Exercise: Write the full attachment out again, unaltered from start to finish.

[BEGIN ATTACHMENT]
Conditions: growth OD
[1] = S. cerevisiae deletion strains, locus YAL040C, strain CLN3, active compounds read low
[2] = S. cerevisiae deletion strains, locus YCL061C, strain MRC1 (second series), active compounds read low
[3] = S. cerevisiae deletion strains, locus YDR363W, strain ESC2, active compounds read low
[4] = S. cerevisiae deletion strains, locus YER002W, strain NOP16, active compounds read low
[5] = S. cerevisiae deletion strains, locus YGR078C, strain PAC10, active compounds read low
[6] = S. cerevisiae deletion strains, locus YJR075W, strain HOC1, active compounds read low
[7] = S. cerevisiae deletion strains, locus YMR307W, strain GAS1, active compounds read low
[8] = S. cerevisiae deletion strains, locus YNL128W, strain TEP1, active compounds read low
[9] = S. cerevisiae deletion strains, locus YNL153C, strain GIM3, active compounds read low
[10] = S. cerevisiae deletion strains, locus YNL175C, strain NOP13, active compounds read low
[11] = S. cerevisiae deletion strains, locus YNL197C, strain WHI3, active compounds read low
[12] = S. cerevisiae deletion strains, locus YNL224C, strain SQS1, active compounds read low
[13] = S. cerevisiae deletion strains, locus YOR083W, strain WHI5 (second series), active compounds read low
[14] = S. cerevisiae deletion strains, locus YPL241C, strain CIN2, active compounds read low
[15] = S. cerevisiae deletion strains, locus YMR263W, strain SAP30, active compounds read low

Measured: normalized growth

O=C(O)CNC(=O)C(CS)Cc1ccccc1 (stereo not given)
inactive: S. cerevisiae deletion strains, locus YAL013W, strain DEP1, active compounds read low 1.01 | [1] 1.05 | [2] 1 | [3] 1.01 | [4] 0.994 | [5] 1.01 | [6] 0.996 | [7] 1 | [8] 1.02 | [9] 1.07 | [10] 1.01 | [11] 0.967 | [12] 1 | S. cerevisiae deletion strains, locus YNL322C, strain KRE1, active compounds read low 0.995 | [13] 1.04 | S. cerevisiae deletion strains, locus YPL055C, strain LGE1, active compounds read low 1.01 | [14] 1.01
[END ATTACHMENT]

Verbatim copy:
Conditions: growth OD
[1] = S. cerevisiae deletion strains, locus YAL040C, strain CLN3, active compounds read low
[2] = S. cerevisiae deletion strains, locus YCL061C, strain MRC1 (second series), active compounds read low
[3] = S. cerevisiae deletion strains, locus YDR363W, strain ESC2, active compounds read low
[4] = S. cerevisiae deletion strains, locus YER002W, strain NOP16, active compounds read low
[5] = S. cerevisiae deletion strains, locus YGR078C, strain PAC10, active compounds read low
[6] = S. cerevisiae deletion strains, locus YJR075W, strain HOC1, active compounds read low
[7] = S. cerevisiae deletion strains, locus YMR307W, strain GAS1, active compounds read low
[8] = S. cerevisiae deletion strains, locus YNL128W, strain TEP1, active compounds read low
[9] = S. cerevisiae deletion strains, locus YNL153C, strain GIM3, active compounds read low
[10] = S. cerevisiae deletion strains, locus YNL175C, strain NOP13, active compounds read low
[11] = S. cerevisiae deletion strains, locus YNL197C, strain WHI3, active compounds read low
[12] = S. cerevisiae deletion strains, locus YNL224C, strain SQS1, active compounds read low
[13] = S. cerevisiae deletion strains, locus YOR083W, strain WHI5 (second series), active compounds read low
[14] = S. cerevisiae deletion strains, locus YPL241C, strain CIN2, active compounds read low
[15] = S. cerevisiae deletion strains, locus YMR263W, strain SAP30, active compounds read low

Measured: normalized growth

O=C(O)CNC(=O)C(CS)Cc1ccccc1 (stereo not given)
inactive: S. cerevisiae deletion strains, locus YAL013W, strain DEP1, active compounds read low 1.01 | [1] 1.05 | [2] 1 | [3] 1.01 | [4] 0.994 | [5] 1.01 | [6] 0.996 | [7] 1 | [8] 1.02 | [9] 1.07 | [10] 1.01 | [11] 0.967 | [12] 1 | S. cerevisiae deletion strains, locus YNL322C, strain KRE1, active compounds read low 0.995 | [13] 1.04 | S. cerevisiae deletion strains, locus YPL055C, strain LGE1, active compounds read low 1.01 | [14] 1.01